After an eight-year investigation, Panama judge Fernando Basurto García declared 16 former judicial officials guilty of corruption of public servants.
Eight of those involved, who in 2015 when the case began, served as officials of the Second Superior Court of Justice, were sentenced to 72 months in prison (six years). While 10 people who were members of juries were sentenced to 45 months in jail (three years and seven months). The investigation by the prosecution revealed that some jurors were contacted by the judicial officials in charge of transferring them during the trials so that they favored a specific person involved. Two others were found "not guilty."
The mixed sentences were handed down on May 11. Previously, in a hearing held on March 30, another five involved accepted a sentence agreement, in which, four must pay a sentence of 40 months in jail (three years and three months) while another was sentenced to 60 months in prison (five years).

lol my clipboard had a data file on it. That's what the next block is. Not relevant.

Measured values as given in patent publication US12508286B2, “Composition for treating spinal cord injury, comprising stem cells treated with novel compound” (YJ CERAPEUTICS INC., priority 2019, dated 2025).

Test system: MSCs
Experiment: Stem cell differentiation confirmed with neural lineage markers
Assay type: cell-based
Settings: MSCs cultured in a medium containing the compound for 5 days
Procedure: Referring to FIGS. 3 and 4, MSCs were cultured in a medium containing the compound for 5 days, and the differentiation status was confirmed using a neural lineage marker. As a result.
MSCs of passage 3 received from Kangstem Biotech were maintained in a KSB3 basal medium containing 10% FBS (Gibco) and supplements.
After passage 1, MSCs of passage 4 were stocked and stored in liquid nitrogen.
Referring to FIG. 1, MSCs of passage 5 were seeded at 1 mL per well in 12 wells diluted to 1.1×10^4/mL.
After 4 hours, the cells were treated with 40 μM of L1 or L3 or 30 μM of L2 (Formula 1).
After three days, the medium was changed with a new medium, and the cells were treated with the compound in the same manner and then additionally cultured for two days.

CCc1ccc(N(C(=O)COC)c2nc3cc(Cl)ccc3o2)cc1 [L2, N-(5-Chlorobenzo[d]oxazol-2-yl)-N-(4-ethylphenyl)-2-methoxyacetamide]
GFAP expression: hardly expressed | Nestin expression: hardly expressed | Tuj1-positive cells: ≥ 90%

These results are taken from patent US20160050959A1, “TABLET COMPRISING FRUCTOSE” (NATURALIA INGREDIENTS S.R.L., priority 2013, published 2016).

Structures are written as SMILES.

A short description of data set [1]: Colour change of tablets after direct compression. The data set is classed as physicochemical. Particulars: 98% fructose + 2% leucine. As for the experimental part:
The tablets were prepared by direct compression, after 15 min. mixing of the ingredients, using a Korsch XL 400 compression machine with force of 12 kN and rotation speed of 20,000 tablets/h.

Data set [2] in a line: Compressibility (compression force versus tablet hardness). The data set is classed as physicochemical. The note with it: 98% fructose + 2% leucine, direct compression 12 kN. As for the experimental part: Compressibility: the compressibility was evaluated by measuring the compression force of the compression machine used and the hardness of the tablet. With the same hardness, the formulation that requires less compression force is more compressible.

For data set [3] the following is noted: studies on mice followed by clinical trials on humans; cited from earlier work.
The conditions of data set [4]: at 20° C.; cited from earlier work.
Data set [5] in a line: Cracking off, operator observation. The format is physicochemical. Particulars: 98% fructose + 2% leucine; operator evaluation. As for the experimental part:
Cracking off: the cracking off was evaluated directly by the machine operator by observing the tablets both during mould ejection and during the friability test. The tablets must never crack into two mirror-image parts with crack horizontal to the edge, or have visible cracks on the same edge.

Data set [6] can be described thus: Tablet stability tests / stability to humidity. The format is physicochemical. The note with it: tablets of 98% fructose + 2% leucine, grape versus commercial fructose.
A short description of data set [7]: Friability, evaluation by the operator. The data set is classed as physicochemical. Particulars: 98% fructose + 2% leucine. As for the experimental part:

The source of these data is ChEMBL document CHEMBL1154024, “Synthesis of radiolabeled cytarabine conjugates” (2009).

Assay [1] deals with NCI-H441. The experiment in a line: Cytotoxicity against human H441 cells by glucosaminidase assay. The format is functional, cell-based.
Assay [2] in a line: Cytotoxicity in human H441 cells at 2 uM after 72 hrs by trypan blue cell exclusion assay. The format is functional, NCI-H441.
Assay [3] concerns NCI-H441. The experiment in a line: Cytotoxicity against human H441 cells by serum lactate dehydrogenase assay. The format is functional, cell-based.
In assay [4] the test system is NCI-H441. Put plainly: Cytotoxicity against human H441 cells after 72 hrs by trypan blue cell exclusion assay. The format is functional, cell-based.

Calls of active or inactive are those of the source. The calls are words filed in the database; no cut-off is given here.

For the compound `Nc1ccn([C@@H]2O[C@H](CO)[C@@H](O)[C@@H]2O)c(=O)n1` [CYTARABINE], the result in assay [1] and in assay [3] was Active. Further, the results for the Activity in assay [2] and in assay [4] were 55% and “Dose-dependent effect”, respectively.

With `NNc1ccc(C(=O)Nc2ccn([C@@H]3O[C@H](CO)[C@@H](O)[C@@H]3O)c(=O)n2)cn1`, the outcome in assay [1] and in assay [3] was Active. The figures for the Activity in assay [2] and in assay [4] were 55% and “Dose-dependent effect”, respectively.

How it started
In mid-August 2015, the then-president of the Supreme Court José Ayú Prado received information that in the criminal circuit courts, in the Second Superior Criminal Court, and in the Office of Judicial Decongestion, allegedly bribes were charged to free people linked to criminal proceedings, and bribes to juries of conscience.
As part of the investigations, the Criminal Chamber of the CSJ authorized wiretapping, at the request of the Public Ministry. Telephone calls from judicial officials were followed up and evidence was collected.
Evidence was also obtained that an official in charge of scheduling hearings allegedly charged some lawyers money to advance or delay trial dates, depending on the need.
The scandal generated by the investigation forced the magistrates of the Second Court to establish greater control.